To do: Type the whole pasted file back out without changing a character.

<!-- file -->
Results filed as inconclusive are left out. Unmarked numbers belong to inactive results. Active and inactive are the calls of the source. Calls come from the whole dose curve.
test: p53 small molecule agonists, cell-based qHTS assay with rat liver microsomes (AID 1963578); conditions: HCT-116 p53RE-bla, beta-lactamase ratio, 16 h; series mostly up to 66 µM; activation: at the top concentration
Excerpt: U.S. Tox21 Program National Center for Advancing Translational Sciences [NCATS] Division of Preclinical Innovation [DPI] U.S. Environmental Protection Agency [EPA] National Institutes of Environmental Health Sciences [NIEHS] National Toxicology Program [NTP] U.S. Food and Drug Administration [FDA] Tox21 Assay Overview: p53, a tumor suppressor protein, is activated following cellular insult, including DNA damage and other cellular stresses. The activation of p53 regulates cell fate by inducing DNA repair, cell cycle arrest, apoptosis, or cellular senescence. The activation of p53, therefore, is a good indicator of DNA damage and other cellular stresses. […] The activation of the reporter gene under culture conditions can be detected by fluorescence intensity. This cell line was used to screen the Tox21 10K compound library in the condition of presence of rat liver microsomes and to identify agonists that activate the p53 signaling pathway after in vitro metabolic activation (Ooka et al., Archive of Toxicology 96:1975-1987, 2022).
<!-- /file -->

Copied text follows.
Results filed as inconclusive are left out. Unmarked numbers belong to inactive results. Active and inactive are the calls of the source. Calls come from the whole dose curve.
test: p53 small molecule agonists, cell-based qHTS assay with rat liver microsomes (AID 1963578); conditions: HCT-116 p53RE-bla, beta-lactamase ratio, 16 h; series mostly up to 66 µM; activation: at the top concentration
Excerpt: U.S. Tox21 Program National Center for Advancing Translational Sciences [NCATS] Division of Preclinical Innovation [DPI] U.S. Environmental Protection Agency [EPA] National Institutes of Environmental Health Sciences [NIEHS] National Toxicology Program [NTP] U.S. Food and Drug Administration [FDA] Tox21 Assay Overview: p53, a tumor suppressor protein, is activated following cellular insult, including DNA damage and other cellular stresses. The activation of p53 regulates cell fate by inducing DNA repair, cell cycle arrest, apoptosis, or cellular senescence. The activation of p53, therefore, is a good indicator of DNA damage and other cellular stresses. […] The activation of the reporter gene under culture conditions can be detected by fluorescence intensity. This cell line was used to screen the Tox21 10K compound library in the condition of presence of rat liver microsomes and to identify agonists that activate the p53 signaling pathway after in vitro metabolic activation (Ooka et al., Archive of Toxicology 96:1975-1987, 2022).